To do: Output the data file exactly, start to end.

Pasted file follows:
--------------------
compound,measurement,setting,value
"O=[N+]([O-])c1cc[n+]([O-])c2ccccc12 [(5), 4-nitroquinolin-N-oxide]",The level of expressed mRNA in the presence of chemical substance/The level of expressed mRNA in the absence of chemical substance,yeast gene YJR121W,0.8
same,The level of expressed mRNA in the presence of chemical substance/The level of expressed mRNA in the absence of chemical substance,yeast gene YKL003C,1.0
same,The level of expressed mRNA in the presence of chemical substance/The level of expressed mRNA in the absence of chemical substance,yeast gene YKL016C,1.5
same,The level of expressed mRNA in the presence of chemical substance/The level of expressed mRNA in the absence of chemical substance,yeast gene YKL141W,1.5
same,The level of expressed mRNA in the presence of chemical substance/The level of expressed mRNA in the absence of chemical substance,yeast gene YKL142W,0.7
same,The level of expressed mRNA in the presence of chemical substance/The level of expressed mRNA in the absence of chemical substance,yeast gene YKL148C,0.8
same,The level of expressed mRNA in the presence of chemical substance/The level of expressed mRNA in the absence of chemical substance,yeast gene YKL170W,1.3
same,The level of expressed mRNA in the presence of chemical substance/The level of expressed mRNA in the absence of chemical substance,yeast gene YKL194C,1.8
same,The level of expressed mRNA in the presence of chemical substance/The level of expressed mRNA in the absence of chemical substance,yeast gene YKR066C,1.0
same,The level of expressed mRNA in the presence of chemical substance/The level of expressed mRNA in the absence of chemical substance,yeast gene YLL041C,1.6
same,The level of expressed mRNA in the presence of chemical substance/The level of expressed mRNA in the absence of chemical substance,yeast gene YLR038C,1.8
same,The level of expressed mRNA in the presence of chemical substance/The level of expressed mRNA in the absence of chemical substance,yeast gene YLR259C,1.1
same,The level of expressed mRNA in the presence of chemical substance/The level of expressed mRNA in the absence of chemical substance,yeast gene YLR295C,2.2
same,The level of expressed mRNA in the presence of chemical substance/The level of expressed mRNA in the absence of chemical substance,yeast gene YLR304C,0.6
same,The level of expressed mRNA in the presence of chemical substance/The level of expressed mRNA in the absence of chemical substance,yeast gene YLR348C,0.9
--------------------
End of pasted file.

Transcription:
compound,measurement,setting,value
"O=[N+]([O-])c1cc[n+]([O-])c2ccccc12 [(5), 4-nitroquinolin-N-oxide]",The level of expressed mRNA in the presence of chemical substance/The level of expressed mRNA in the absence of chemical substance,yeast gene YJR121W,0.8
same,The level of expressed mRNA in the presence of chemical substance/The level of expressed mRNA in the absence of chemical substance,yeast gene YKL003C,1.0
same,The level of expressed mRNA in the presence of chemical substance/The level of expressed mRNA in the absence of chemical substance,yeast gene YKL016C,1.5
same,The level of expressed mRNA in the presence of chemical substance/The level of expressed mRNA in the absence of chemical substance,yeast gene YKL141W,1.5
same,The level of expressed mRNA in the presence of chemical substance/The level of expressed mRNA in the absence of chemical substance,yeast gene YKL142W,0.7
same,The level of expressed mRNA in the presence of chemical substance/The level of expressed mRNA in the absence of chemical substance,yeast gene YKL148C,0.8
same,The level of expressed mRNA in the presence of chemical substance/The level of expressed mRNA in the absence of chemical substance,yeast gene YKL170W,1.3
same,The level of expressed mRNA in the presence of chemical substance/The level of expressed mRNA in the absence of chemical substance,yeast gene YKL194C,1.8
same,The level of expressed mRNA in the presence of chemical substance/The level of expressed mRNA in the absence of chemical substance,yeast gene YKR066C,1.0
same,The level of expressed mRNA in the presence of chemical substance/The level of expressed mRNA in the absence of chemical substance,yeast gene YLL041C,1.6
same,The level of expressed mRNA in the presence of chemical substance/The level of expressed mRNA in the absence of chemical substance,yeast gene YLR038C,1.8
same,The level of expressed mRNA in the presence of chemical substance/The level of expressed mRNA in the absence of chemical substance,yeast gene YLR259C,1.1
same,The level of expressed mRNA in the presence of chemical substance/The level of expressed mRNA in the absence of chemical substance,yeast gene YLR295C,2.2
same,The level of expressed mRNA in the presence of chemical substance/The level of expressed mRNA in the absence of chemical substance,yeast gene YLR304C,0.6
same,The level of expressed mRNA in the presence of chemical substance/The level of expressed mRNA in the absence of chemical substance,yeast gene YLR348C,0.9